Bridgend Road, Aberkenfig, CF32 9BA
A stone-built chapel of plain Gothic design, built in 1879 by the Benedictines as a combined school and chapel-of-ease to St Mary, Bridgend. The church was reordered and most of its original furnishings replaced after Vatican II.
In 1873 Dom Robert Isidore Green OSB was appointed to the mission at St Mary’s Bridgend, and resolved to establish a chapel-of-ease and school at Aberkenfig. Within five years he was able to raise £1000, and construction of a combined church and school on the site of a former ore tip on the main road to Maesteg was completed in 1879. The church was dedicated to St Robert of Newminster, a Cistercian saint of the twelfth century. The builder was a Mr Preece; the identity of the architect is not recorded.
In 1924 the independent parish of St Robert of Newminster was created. Two years later a separate school was constructed, from which point the church was used exclusively as a place of worship. A parish hall was built in 1927, planned by Fr Benedict Inizan OSB, the first parish priest.
After 93 years of service the Benedictines left Bridgend in 1949 and the Archdiocese of Cardiff took over responsibility for the church. In 1981 major repairs were carried out and the interior was reordered, including the installation of a new altar dedicated by Archbishop Murphy on 9 July. To mark the millennium, a new stained glass window was installed at the rear of the church, designed by Bianca Thomas, a pupil at St Thomas’ school.
The building is a simple Gothic design consisting of a nave and south transept, with the west porch, north chapel, sanctuary, and sacristies all under lower rooflines. The church is built of randomly coursed rock-faced granite with sandstone dressings and slate roof coverings. At the west end is an octofoil plater tracery window, elsewhere there is a combination of rounded-headed and pointed lancet windows.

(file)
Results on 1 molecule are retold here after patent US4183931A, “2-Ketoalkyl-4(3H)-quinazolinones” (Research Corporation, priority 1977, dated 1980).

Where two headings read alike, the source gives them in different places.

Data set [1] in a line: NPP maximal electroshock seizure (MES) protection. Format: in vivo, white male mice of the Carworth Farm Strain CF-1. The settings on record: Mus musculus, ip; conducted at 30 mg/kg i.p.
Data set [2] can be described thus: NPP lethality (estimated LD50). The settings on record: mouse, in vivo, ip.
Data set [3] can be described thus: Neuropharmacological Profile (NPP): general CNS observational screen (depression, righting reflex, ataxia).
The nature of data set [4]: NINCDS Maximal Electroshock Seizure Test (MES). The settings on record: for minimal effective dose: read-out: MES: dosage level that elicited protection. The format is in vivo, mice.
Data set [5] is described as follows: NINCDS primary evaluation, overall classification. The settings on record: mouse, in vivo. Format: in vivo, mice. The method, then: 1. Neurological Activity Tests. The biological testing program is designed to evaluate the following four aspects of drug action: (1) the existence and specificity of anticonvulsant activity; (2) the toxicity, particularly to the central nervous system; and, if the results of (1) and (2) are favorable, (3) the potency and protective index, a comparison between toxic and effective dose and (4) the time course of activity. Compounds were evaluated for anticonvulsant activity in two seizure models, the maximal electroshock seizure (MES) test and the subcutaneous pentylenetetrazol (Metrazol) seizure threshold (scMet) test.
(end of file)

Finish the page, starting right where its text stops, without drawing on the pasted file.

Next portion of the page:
The small porch leads into the rear of the nave, one west window has stained glass, installed in 2000 to mark the millennium; designed by Bianca Thomas, it depicts schoolchildren; all other windows are clear. A pipe organ at the west end was installed in the 1950s and is dedicated to the memory of Fr Green, first mission priest of St Robert’s. The nave is aisleless and four bays in length with an arch-braced roof, the timbers partially obscured by panelling. On a plinth on the north wall of the nave is a plaster statue of St Brigid with a Gaelic and Welsh brass inscription plaque. There is a small north chapel the opening of which has quoins, within is a shrine of St Joseph with a modern wooden statue and a large wooden crucifix. A portable modern oak font is also stored here. The sanctuary is up one step, it has north and south windows; the altar is a modern carved and painted stone block type with PX detail. The tabernacle is silvered and cylindrical and set on a high shelf flanked by shelves for six altar candles. At both sides of the sanctuary are oak statues of Our Lady and the Sacred Heart set on matching pitch pine Gothic plinths. To the south is a large transept with a wide arch; within are sacristies, storerooms and a WC.
Architect: Not established
Original Date: 1879
Conservation Area: No
Listed Grade: Not Listed